This panel invites contributions that address how processes of administration shape, transform, protect, or destroy architectural production. How have bureaucratic entities throughout history managed the production of architecture? What of the policies and procedures for establishing official stylistic idioms? How have architects functioned as administrators and vice versa? What new possibilities do administrative records open up to uncover the various non-elite figures who shape the built environment? How do such records situate architecture within a broader cultural matrix that includes colonial projects of oppression and global infrastructural networks?
We especially encourage proposals that deal with the role of extra-architectural actors, encounters between architectural knowledge and other forms of expertise, the relationship between architectural administration and state formation, or administrative technologies that have transformed architectural practice. Reflecting the pervasiveness of administration within architecture, the temporal, geographic, and material scope of this panel is open.
Session Chairs: Matthew Gin, University of North Carolina at Charlotte; and Hannah Kaemmer, Harvard University
Architectural Experiments in Decommodified Housing (Montréal)
Housing is one of the hottest news items in Canada today, but it is typically discussed only in terms of (un)affordability in the private market. Home ownership is a means of wealth accumulation, and government policies fuel this vision. Neoliberalization since the 1980s and financialization since the 2000s have created the current conditions of housing inequality in Canadian cities and beyond. Home ownership is ideologically connected to citizenship, which itself was tied to the privatization of communal land as property by the settlers and the dispossession of Indigenous peoples. Rather than crisis, however, this panel seeks to map a genealogy of architectural experiments that emerged from an understanding of housing as a right.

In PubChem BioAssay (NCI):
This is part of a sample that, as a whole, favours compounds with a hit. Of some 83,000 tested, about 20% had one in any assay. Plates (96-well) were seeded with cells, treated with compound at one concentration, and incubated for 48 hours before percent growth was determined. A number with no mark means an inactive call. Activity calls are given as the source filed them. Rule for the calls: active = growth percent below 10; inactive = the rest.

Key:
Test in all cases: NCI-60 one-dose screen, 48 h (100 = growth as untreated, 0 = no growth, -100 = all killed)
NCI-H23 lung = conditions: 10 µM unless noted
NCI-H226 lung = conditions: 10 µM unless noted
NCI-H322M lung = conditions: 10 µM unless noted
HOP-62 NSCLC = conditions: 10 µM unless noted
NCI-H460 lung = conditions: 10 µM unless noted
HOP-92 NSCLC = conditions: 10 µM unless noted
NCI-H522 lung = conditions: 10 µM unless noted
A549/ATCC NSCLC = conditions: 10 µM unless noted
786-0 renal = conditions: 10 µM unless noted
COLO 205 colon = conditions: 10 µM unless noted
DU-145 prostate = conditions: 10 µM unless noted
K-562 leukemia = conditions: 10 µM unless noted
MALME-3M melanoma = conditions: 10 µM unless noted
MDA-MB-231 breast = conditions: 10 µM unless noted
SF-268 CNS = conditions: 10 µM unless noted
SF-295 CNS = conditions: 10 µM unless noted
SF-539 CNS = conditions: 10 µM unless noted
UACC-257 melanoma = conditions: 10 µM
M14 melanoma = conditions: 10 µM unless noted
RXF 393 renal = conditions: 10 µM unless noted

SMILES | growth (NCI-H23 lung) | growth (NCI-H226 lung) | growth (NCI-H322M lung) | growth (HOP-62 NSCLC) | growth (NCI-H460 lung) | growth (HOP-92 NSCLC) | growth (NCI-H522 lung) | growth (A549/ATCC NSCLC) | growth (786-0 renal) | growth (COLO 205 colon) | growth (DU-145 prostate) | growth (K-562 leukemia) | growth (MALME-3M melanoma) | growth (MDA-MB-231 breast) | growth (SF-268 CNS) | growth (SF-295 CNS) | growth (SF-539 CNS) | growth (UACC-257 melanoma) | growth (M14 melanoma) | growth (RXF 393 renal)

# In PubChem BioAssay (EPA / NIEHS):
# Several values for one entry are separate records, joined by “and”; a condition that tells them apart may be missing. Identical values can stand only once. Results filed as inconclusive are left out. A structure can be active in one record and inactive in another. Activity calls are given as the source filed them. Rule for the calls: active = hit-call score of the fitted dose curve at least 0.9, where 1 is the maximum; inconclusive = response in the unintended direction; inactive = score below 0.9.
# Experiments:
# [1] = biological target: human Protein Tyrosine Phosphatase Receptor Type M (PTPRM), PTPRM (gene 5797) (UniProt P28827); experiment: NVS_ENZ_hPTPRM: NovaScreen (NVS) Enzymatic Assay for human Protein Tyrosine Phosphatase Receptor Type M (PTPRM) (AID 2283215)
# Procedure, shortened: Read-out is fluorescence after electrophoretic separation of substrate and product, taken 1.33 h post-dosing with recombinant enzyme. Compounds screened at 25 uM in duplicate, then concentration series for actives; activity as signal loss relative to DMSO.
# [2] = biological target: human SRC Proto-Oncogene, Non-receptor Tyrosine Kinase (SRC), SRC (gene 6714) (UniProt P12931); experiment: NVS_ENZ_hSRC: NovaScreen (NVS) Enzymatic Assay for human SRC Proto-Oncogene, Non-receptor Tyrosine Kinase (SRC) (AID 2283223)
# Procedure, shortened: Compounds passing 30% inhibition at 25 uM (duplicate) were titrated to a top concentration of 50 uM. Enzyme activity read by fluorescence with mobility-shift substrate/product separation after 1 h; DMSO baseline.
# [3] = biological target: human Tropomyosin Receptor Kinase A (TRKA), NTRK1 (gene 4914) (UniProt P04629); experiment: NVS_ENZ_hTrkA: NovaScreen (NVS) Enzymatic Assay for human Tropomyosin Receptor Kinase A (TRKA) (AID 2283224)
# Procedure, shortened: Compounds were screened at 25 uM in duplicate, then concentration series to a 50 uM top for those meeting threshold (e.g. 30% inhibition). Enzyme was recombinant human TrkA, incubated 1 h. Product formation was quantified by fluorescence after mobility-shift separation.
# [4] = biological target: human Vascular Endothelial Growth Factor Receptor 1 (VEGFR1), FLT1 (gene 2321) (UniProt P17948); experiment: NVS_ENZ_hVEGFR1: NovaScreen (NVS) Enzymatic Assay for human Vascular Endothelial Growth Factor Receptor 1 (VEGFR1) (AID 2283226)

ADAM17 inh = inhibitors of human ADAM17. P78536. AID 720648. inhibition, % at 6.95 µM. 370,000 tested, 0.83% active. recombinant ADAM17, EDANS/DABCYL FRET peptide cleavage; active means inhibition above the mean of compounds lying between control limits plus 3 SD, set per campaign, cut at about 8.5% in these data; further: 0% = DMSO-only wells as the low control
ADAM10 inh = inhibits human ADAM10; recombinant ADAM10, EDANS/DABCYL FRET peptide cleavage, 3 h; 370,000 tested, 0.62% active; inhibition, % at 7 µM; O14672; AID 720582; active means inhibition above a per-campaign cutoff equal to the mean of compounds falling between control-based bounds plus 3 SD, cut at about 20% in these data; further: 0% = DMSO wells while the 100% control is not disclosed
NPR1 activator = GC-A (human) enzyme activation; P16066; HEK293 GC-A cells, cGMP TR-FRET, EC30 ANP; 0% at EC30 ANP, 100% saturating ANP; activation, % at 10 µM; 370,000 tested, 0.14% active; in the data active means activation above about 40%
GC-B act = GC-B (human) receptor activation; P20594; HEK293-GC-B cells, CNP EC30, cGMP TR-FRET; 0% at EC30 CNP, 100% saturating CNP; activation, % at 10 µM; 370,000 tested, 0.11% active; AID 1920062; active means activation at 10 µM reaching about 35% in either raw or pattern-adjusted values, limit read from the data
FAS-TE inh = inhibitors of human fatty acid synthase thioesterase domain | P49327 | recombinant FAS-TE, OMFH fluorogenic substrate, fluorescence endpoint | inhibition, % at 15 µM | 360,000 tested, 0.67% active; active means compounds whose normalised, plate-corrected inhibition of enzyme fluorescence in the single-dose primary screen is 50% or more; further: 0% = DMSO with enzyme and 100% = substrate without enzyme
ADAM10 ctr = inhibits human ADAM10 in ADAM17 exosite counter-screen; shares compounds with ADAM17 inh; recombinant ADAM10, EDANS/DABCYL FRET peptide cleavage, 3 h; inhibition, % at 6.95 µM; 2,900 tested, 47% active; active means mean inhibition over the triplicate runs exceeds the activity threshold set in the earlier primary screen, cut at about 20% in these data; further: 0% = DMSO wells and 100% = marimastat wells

Co-op housing is one of the better-known types of experiments in non-profit housing in Canada. Through the 1960s, the co-op sector moved away from a model of private property, where once the buildings were completed, the coop would dissolve, to one of social property, that is, to continuing or tenant co-operatives. Continuing co-operatives offered their members control over their living conditions and environments. In dense areas such as in Montréal’s urban core, co-ops such as Milton Park, which remains one of the largest renovated housing co-op developments in North America, have helped renovate existing housing stock and contributed to historic preservation and inner-city regeneration. Through collective ownership, such co-ops helped curb appreciation of property values. From the mid-1980s, the Canadian government started withdrawing its support, and by 1992 had cancelled its co-op housing programs. Yet, co-ops are still being built with provincial and municipal funding schemes and new challenges, like increased inner-city land prices. This panel builds on the work of Matthew Gordon Lasner, on co-owned and cooperative housing in the US, and seeks to contribute to current efforts for housing justice by bringing into dialogue papers that offer social and spatial histories of decommodified housing experiments.
Session Chair: Ipek Türeli, McGill University
Architecture and Interspecies Relations (Virtual)